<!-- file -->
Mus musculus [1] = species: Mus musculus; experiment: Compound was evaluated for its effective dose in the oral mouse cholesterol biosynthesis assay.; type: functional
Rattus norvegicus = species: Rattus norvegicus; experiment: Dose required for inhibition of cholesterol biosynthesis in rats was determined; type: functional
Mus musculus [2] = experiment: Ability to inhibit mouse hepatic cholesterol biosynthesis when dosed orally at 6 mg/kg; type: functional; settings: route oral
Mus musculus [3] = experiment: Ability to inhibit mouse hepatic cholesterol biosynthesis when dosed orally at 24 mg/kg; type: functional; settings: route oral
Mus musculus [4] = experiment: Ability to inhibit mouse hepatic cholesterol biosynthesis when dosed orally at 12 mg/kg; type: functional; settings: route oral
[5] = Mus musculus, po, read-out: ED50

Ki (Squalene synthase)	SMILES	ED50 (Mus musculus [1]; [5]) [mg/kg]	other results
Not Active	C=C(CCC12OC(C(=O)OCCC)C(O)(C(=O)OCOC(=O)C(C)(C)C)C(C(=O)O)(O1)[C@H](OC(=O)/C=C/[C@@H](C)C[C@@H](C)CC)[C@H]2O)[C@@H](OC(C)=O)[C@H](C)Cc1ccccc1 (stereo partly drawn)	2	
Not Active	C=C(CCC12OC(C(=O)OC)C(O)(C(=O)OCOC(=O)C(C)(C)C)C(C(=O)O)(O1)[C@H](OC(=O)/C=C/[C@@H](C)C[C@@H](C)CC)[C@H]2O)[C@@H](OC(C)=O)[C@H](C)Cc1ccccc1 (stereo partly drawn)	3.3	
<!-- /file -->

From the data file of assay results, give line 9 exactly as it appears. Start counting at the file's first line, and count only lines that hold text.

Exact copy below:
Not Active	C=C(CCC12OC(C(=O)OC)C(O)(C(=O)OCOC(=O)C(C)(C)C)C(C(=O)O)(O1)[C@H](OC(=O)/C=C/[C@@H](C)C[C@@H](C)CC)[C@H]2O)[C@@H](OC(C)=O)[C@H](C)Cc1ccccc1 (stereo partly drawn)	3.3	